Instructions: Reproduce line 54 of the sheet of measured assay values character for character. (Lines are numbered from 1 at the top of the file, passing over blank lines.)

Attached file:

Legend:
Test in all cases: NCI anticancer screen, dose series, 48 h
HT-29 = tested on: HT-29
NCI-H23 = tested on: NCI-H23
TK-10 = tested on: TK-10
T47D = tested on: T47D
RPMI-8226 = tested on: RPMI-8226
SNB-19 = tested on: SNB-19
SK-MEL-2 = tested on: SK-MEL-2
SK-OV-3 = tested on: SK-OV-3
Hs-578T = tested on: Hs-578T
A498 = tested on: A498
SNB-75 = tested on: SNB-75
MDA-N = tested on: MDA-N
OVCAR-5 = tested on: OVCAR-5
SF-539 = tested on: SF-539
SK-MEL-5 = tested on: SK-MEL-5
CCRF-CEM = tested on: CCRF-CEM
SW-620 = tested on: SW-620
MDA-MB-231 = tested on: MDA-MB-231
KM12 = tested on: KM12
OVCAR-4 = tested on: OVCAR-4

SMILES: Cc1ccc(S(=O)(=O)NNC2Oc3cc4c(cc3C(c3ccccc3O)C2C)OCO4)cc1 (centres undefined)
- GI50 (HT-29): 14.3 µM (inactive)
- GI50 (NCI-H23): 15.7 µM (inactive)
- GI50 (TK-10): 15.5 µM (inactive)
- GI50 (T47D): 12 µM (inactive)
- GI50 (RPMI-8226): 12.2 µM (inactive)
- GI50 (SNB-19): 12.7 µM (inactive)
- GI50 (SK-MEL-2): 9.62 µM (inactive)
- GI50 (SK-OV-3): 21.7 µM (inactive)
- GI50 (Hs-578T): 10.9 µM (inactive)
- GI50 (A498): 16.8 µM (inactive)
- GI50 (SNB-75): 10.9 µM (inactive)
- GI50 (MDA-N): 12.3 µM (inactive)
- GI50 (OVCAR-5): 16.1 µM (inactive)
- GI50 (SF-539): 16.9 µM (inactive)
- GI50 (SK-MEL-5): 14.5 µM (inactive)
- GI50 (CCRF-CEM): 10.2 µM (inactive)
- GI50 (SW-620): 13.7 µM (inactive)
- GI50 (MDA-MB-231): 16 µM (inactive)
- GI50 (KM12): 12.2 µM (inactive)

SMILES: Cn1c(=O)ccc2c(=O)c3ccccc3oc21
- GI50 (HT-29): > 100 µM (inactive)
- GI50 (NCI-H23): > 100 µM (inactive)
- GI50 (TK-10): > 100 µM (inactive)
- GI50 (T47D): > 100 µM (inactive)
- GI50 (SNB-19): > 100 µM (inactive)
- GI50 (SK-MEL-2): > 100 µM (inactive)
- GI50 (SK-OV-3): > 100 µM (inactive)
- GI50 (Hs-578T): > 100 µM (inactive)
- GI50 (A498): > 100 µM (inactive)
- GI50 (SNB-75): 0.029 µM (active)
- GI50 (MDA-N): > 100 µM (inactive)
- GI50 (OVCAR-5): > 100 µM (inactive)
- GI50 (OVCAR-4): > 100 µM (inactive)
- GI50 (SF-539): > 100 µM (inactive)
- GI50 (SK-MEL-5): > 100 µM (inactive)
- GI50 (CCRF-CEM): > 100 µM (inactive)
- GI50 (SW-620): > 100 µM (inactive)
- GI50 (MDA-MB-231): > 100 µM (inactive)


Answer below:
- GI50 (MDA-N): > 100 µM (inactive)